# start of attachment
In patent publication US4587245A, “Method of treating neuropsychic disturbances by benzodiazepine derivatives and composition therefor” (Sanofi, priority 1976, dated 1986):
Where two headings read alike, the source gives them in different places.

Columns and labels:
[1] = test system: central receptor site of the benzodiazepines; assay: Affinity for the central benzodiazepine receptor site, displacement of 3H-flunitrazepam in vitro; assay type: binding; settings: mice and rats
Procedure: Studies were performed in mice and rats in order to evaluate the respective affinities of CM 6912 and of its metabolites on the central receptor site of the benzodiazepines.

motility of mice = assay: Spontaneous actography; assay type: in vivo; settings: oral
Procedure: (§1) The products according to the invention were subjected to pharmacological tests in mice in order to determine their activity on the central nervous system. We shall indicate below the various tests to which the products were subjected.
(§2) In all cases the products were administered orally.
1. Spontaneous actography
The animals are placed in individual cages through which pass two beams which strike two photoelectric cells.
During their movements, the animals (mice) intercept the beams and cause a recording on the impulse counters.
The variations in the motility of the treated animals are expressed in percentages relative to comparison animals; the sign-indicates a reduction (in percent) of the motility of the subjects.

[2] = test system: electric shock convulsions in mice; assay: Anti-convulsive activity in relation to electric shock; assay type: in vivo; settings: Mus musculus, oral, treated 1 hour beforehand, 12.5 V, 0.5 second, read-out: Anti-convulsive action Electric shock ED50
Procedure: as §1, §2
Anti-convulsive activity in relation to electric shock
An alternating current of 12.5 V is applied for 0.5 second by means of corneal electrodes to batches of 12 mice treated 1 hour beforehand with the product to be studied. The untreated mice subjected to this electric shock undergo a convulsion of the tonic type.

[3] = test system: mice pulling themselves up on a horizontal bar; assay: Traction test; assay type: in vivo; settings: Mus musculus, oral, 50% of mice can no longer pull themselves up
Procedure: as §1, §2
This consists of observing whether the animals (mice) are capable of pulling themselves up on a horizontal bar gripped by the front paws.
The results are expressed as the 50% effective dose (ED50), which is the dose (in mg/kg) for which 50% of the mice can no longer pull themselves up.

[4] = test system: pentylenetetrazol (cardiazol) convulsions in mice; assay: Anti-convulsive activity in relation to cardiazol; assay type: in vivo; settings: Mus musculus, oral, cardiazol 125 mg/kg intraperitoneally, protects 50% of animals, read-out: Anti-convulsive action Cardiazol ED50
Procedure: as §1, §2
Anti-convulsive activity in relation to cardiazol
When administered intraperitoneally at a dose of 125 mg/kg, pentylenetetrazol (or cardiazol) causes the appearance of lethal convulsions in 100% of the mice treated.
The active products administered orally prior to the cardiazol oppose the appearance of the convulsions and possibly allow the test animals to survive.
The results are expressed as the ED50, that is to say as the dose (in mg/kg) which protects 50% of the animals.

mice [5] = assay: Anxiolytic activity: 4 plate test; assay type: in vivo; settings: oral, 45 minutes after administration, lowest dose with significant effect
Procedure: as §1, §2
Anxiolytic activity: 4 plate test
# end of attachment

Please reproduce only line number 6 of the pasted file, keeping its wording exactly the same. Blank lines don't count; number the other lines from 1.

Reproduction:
motility of mice = assay: Spontaneous actography; assay type: in vivo; settings: oral